"Millions of dollars were raised, mainly in small sums, and expended with economic care. Hundreds of women gave the accumulated possibilities of an entire lifetime, thousands gave years of their lives, hundreds of thousands gave constant interest and such aid as they could. It was a continuous, seemingly endless, chain of activity. Young suffragists who helped forge the last links of that chain were not born when it began. Old suffragists who forged the first links were dead when it ended."

And, thinking of the impact of the campaign on the women of America, Carrie Chapman Catt added this: "It is doubtful if any man, even among suffrage men, ever realized what the suffrage struggle came to mean to women before the end was allowed in America. How much of time and patience, how much work, energy and aspiration, how much faith, how much hope, how much despair went into it. It leaves its mark on one, such a struggle. It fills the days and it rides the nights. Working, eating, drinking, sleeping, it is there. Not all women in all the states of the Union were in the struggle. There were some women in every state who knew nothing about it. But most women in all the states were at least on the periphery of its effort and interest when they were not in the heart of it. To them all, its success became a monumental thing."

It is clear that the American suffrage movement stands as a lasting affirmation of our country's democratic promise for it re-emphasizes the importance of the most fundamental democratic value, the right to vote. In 1975, prominent suffrage historian Eleanor Flexner drew this analogy:

"Recently there has been a tendency to low-rate the winning of woman suffrage as something less than the great achievement it seemed to those who carried on the struggle. . . Yet full political citizenship was, for women - as for any other group arbitrarily deprived of it - a vital step toward winning full human dignity. [It is] the recognition that women, too, are endowed with the faculty of reason, the power of judgment, the capacity for social responsibility and effective action. As a matter of fact, the opposition to woman suffrage itself bears witness, in a perverse kind of way, to its significance. Nothing unimportant would have been so bitterly resisted. If one thinks of those, White and Black, who laid down their lives only a few years ago in order that southern Black men and women could register to vote... it seems clear that their efforts and sacrifices were no idle exercise in gallantry. ... Without the vote, no social or legal reform was either possible, or lasting."

You do not need to be female, consider yourself a a feminist or even political, to enjoy learning about the suffrage movement. For while the subject is woman suffrage, the larger story is about democracy, and how a powerless class of Americans won concessions and guarantees from those in power without the use of violence. In learning about the suffrage movement, you will find a new view of American history, brimming with new heroes.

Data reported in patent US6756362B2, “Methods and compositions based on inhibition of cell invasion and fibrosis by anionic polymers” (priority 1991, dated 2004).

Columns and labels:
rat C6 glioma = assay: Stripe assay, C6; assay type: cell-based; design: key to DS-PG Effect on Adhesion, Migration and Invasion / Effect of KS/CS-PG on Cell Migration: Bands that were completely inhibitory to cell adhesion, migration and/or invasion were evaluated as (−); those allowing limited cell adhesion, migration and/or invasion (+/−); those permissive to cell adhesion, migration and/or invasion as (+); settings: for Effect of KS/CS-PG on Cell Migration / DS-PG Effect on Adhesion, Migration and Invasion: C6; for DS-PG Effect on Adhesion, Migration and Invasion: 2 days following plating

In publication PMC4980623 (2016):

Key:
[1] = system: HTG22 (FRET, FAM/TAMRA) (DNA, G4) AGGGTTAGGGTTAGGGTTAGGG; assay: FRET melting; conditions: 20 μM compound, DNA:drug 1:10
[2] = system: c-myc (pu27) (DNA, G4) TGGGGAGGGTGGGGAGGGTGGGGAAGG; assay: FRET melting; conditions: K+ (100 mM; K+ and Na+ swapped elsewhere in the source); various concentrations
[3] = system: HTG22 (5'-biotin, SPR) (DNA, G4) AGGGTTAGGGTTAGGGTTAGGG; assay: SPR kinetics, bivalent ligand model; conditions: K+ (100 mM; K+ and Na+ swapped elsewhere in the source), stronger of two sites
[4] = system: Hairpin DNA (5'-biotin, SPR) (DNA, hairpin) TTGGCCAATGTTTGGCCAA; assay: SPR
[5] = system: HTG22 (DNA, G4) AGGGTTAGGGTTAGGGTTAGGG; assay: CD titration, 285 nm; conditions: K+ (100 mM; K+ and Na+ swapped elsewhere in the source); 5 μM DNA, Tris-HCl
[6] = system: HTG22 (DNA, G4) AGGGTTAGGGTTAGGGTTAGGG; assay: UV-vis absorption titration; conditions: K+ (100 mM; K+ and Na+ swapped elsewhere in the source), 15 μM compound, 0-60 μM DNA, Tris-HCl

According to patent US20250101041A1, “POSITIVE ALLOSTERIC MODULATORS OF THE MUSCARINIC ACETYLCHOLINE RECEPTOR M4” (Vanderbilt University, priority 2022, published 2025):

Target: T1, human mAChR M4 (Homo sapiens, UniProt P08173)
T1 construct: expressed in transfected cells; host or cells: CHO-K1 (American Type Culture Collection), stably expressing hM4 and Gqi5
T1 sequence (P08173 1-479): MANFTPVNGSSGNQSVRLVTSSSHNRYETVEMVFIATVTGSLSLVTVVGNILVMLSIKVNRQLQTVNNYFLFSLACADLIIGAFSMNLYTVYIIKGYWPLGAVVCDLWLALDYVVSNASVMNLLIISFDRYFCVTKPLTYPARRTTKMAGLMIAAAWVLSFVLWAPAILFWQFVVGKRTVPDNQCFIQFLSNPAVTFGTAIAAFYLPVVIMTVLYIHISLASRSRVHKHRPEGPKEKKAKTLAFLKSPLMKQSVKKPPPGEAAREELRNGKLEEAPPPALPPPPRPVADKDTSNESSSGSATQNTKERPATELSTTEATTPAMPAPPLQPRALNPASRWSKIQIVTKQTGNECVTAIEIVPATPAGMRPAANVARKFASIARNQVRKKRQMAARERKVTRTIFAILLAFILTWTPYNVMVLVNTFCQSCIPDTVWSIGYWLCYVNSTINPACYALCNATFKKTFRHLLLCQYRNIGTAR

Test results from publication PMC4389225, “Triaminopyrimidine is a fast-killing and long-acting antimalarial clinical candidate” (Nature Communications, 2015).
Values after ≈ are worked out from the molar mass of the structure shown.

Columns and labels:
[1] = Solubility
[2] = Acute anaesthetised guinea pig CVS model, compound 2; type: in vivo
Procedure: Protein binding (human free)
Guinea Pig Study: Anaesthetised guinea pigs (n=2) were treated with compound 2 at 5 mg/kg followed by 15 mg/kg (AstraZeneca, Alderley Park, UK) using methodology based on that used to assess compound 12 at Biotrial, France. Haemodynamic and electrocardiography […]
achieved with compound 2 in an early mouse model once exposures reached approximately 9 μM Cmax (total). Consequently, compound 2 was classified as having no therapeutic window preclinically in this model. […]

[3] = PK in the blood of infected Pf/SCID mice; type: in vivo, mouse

Next to George Washington and his cherry tree we can set young Carrie Chapman Catt driving a wagon across the prairie by "dead reckoning" or brave Lucretia Mott trusting her own safety to a member of the mob roused against her. Let us honor Sojourner Truth no less than Patrick Henry, and Alice Paul no less than Woodrow Wilson.

The celebration of the suffrage movement victory holds a particular relevance now, as it has helped lead us as a country and a people to where we are today. It celebrates a substantial milestone on the road to equal rights for women, and it honors those who helped win the day. It puts women back into our national history as active participants. It reminds us of the necessity of progressive leaders, organizers, and visionaries in every local community. It is the origin of the yet-unpassed Equal Rights Amendment. It exposes the misplaced fears and prejudices of those who oppose equal rights for women, and offers a sobering reminder that too many of these same foolish, reactionary attitudes from 100 years ago still exist today. Clearly, the wider goal of women's full equality and freedom has not yet been achieved, but the victorious woman suffrage movement offers a new generation of activists a solid base on which to build for the future.

Harriot Stanton Blatch, daughter of the lifelong suffrage leader Elizabeth Cady Stanton, summarized the movement's legacy best when she wrote these words: "Perhaps some day men will raise a tablet reading in letters of gold: 'All honor to women, the first disenfranchised class in history who unaided by any political party, won enfranchisement by its own effort alone, and achieved the victory without the shedding of a drop of human blood. All honor to the women of the world!'"

Provided by the National Women's History Project.